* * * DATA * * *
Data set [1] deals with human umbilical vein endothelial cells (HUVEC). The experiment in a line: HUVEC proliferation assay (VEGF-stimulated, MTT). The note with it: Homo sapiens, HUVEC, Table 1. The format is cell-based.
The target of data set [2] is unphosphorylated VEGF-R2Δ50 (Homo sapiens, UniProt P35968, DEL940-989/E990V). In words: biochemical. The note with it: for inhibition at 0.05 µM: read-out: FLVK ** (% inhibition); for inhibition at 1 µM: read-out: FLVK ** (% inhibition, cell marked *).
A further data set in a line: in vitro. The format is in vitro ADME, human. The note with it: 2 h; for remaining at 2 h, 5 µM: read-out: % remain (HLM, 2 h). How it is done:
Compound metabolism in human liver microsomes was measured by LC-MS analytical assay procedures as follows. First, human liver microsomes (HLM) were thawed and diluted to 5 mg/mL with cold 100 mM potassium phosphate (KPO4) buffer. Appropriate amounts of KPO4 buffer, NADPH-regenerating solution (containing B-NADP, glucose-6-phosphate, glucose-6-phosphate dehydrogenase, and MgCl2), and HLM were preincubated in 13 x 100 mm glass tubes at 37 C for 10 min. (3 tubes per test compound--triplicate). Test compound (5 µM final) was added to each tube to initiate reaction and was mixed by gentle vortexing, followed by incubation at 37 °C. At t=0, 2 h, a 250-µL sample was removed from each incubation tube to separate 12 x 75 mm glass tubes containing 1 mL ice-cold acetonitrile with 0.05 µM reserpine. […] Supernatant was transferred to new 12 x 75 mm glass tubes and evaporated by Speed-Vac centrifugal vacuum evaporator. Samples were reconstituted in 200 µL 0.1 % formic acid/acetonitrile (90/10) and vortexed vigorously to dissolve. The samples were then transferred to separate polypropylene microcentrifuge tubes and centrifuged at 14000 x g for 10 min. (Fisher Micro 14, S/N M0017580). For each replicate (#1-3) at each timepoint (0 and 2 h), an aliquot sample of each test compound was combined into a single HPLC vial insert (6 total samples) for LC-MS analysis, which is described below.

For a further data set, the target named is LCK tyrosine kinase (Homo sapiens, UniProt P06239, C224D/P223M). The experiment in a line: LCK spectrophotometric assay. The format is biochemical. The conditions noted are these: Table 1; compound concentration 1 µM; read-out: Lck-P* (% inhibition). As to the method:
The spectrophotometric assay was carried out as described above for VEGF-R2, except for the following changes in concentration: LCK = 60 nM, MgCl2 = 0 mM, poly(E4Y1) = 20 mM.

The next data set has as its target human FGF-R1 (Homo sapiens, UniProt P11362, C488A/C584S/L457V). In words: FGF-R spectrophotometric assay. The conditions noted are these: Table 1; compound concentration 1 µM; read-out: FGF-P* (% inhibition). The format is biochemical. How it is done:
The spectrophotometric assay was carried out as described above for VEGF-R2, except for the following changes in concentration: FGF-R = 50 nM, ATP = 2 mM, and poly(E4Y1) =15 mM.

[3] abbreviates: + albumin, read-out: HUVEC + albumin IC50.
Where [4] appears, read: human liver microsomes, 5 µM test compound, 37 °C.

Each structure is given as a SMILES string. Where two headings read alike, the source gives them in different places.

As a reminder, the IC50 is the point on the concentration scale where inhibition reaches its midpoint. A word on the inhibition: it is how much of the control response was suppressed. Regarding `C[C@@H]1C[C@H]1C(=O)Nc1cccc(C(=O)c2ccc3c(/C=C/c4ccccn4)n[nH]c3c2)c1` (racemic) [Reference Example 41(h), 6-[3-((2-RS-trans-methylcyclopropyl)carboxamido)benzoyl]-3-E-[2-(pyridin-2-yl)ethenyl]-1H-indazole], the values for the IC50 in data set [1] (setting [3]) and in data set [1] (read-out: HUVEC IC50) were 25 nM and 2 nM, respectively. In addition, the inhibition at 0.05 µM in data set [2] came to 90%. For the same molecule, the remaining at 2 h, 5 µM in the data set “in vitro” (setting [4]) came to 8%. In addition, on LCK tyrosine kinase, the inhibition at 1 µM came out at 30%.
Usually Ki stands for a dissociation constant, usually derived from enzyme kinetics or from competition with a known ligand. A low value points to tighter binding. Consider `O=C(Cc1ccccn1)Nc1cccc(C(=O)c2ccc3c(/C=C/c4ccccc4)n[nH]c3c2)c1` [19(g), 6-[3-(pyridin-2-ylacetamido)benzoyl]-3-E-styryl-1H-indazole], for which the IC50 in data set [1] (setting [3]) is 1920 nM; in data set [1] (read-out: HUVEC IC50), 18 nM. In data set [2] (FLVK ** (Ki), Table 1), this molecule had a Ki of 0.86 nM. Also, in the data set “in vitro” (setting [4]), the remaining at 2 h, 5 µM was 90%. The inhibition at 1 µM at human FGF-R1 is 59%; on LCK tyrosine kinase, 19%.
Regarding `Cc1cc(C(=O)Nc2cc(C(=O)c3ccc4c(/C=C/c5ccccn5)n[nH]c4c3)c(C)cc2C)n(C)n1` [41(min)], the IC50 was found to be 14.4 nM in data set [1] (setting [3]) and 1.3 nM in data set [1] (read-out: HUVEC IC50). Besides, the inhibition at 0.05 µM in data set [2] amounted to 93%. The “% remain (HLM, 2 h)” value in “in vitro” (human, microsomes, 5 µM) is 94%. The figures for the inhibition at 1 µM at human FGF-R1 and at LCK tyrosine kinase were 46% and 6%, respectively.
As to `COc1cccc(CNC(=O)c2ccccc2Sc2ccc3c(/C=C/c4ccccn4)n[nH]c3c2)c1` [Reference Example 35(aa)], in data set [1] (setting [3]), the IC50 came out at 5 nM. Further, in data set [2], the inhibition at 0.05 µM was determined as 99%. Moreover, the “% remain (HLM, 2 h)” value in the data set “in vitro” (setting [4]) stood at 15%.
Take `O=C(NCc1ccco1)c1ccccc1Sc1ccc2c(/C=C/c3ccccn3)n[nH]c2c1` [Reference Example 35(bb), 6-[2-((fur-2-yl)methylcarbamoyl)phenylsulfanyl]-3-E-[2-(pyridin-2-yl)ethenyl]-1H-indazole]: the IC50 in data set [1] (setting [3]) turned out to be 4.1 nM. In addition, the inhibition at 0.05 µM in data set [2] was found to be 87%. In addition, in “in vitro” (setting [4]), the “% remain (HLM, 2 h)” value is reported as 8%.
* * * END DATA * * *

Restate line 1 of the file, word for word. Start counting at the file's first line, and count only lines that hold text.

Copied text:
Data set [1] deals with human umbilical vein endothelial cells (HUVEC). The experiment in a line: HUVEC proliferation assay (VEGF-stimulated, MTT). The note with it: Homo sapiens, HUVEC, Table 1. The format is cell-based.